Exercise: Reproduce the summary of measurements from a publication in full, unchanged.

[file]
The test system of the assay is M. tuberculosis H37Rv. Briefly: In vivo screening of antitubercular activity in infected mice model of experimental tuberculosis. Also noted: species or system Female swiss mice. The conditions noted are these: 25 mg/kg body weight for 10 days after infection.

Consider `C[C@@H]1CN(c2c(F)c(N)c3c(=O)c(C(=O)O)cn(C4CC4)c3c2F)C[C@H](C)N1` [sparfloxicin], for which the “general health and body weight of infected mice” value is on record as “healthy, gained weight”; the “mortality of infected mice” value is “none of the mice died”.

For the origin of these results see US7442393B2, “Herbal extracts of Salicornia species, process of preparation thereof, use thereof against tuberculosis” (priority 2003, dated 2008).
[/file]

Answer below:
The test system of the assay is M. tuberculosis H37Rv. Briefly: In vivo screening of antitubercular activity in infected mice model of experimental tuberculosis. Also noted: species or system Female swiss mice. The conditions noted are these: 25 mg/kg body weight for 10 days after infection.

Consider `C[C@@H]1CN(c2c(F)c(N)c3c(=O)c(C(=O)O)cn(C4CC4)c3c2F)C[C@H](C)N1` [sparfloxicin], for which the “general health and body weight of infected mice” value is on record as “healthy, gained weight”; the “mortality of infected mice” value is “none of the mice died”.

For the origin of these results see US7442393B2, “Herbal extracts of Salicornia species, process of preparation thereof, use thereof against tuberculosis” (priority 2003, dated 2008).